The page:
Clarify their definitions. Once you have, use their definitions, not yours. From the book: “The problem with most arguments is that we often aren’t actually arguing, because our definitions of the terms aren’t the same as theirs. Take ‘the government,’ for example. You might see it as a collection of civil servants trying to appease their constituents. They might see it as a smoke-filled room where a ring of wicked billionaires share plans to divvy up the country. If you assume that you are both talking about your concept of ‘the government,’ then you end up arguing with yourself rather than focusing on the other person’s ideas.”
STEP FIVE: ON A SCALE OF 1 TO TEN, ASK HOW CONFIDENT THEY FEEL
Ask your conversation partner to put a number on their feeling of confidence. It could be 1 to
10 or 0 to 100. Use whatever you prefer. The idea is to encourage active processing so they can begin to think about their own thinking. From here, ask why that number feels right to them, and hold space for their explanations. You can prompt further exploration by asking “why not higher?” Or “why not lower?”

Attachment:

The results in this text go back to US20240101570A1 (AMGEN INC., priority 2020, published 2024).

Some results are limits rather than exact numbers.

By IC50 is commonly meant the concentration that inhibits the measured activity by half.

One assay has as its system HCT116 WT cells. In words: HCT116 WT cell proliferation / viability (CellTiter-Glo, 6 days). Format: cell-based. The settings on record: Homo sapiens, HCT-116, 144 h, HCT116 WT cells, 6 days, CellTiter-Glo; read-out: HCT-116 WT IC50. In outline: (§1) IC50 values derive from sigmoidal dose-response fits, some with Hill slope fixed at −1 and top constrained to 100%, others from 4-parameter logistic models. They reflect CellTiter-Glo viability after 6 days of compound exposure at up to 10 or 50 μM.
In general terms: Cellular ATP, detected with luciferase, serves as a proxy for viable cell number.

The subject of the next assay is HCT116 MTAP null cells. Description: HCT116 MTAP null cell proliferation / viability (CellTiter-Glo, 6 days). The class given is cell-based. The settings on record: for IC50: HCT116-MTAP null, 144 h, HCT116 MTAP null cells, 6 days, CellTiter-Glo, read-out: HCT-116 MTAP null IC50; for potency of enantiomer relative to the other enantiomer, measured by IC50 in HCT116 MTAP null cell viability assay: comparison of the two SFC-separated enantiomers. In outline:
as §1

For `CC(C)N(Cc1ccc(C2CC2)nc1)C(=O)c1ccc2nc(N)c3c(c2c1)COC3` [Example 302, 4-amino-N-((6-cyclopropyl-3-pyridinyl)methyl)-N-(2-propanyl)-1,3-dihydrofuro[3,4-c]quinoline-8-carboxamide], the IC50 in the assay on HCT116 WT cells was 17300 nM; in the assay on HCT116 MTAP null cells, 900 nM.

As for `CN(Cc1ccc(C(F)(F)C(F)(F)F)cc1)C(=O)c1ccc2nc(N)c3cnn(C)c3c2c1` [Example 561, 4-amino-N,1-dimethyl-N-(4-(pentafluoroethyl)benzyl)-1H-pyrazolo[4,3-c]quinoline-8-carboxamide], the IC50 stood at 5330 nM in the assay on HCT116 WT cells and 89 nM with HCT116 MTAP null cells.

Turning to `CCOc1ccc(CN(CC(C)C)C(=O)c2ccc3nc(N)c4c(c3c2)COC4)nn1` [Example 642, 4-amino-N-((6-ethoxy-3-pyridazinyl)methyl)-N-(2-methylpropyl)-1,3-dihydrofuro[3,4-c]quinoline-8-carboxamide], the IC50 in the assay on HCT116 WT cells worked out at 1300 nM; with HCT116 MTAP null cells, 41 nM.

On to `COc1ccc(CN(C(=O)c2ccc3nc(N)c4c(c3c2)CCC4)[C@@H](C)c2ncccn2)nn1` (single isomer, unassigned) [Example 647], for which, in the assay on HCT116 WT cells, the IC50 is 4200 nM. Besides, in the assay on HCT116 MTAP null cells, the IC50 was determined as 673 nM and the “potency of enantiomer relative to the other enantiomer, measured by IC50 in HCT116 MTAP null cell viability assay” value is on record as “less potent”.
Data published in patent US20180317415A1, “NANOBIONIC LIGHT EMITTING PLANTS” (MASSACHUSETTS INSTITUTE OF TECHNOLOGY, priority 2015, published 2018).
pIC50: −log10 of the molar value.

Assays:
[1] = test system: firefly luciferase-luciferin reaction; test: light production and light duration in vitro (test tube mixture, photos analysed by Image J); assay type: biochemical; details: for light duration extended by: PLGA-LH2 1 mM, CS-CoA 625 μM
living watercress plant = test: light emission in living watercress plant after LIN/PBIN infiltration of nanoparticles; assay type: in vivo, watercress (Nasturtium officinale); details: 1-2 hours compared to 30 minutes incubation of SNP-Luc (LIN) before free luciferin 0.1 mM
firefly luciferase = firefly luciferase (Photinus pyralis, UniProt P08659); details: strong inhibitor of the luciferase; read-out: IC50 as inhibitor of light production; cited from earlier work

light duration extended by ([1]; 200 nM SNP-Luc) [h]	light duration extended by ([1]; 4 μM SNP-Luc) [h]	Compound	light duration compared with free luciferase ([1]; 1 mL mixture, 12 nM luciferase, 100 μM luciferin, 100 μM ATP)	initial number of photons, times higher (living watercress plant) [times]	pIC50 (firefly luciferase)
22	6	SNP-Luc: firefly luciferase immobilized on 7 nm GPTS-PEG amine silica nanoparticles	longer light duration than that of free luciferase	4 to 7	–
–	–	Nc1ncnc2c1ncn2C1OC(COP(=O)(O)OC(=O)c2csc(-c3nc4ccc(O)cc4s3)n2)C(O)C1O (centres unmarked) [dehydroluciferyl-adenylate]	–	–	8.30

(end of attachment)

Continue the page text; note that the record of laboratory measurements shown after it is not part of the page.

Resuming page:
STEP SIX: ASK YOUR PARTNER TO ARTICULATE THEIR REASONING
Identify the reasons they feel support their confidence. If they offer several, look for what seems common amongst them. The reasons that come to mind might not be the true reasons they feel strongly about the issue. We often avoid introspection and offer provisional justifications at first, sometimes parroting common arguments or offering what seems like a reasonable explanation without considering if there might be something else motivating our certainty or lack thereof.